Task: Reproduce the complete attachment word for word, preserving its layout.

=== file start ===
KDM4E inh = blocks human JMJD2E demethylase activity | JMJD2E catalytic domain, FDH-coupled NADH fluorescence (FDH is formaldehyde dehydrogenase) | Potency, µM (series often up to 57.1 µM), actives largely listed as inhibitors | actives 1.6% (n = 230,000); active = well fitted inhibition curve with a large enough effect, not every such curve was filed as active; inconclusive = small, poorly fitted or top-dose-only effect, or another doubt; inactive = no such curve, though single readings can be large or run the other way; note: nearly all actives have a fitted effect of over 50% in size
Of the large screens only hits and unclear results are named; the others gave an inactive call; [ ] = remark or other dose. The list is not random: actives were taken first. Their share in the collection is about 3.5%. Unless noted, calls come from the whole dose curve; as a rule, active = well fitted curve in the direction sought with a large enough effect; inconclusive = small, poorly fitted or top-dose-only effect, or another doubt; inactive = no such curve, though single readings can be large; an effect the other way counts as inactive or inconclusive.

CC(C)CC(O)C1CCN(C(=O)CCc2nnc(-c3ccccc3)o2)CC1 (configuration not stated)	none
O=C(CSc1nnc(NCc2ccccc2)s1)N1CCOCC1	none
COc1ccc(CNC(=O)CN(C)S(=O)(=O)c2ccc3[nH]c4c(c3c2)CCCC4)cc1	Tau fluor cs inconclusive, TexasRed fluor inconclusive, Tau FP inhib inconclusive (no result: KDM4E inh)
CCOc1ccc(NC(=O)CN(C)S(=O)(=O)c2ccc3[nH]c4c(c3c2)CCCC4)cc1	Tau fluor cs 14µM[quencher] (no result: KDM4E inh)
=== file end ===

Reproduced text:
KDM4E inh = blocks human JMJD2E demethylase activity | JMJD2E catalytic domain, FDH-coupled NADH fluorescence (FDH is formaldehyde dehydrogenase) | Potency, µM (series often up to 57.1 µM), actives largely listed as inhibitors | actives 1.6% (n = 230,000); active = well fitted inhibition curve with a large enough effect, not every such curve was filed as active; inconclusive = small, poorly fitted or top-dose-only effect, or another doubt; inactive = no such curve, though single readings can be large or run the other way; note: nearly all actives have a fitted effect of over 50% in size
Of the large screens only hits and unclear results are named; the others gave an inactive call; [ ] = remark or other dose. The list is not random: actives were taken first. Their share in the collection is about 3.5%. Unless noted, calls come from the whole dose curve; as a rule, active = well fitted curve in the direction sought with a large enough effect; inconclusive = small, poorly fitted or top-dose-only effect, or another doubt; inactive = no such curve, though single readings can be large; an effect the other way counts as inactive or inconclusive.

CC(C)CC(O)C1CCN(C(=O)CCc2nnc(-c3ccccc3)o2)CC1 (configuration not stated)	none
O=C(CSc1nnc(NCc2ccccc2)s1)N1CCOCC1	none
COc1ccc(CNC(=O)CN(C)S(=O)(=O)c2ccc3[nH]c4c(c3c2)CCCC4)cc1	Tau fluor cs inconclusive, TexasRed fluor inconclusive, Tau FP inhib inconclusive (no result: KDM4E inh)
CCOc1ccc(NC(=O)CN(C)S(=O)(=O)c2ccc3[nH]c4c(c3c2)CCCC4)cc1	Tau fluor cs 14µM[quencher] (no result: KDM4E inh)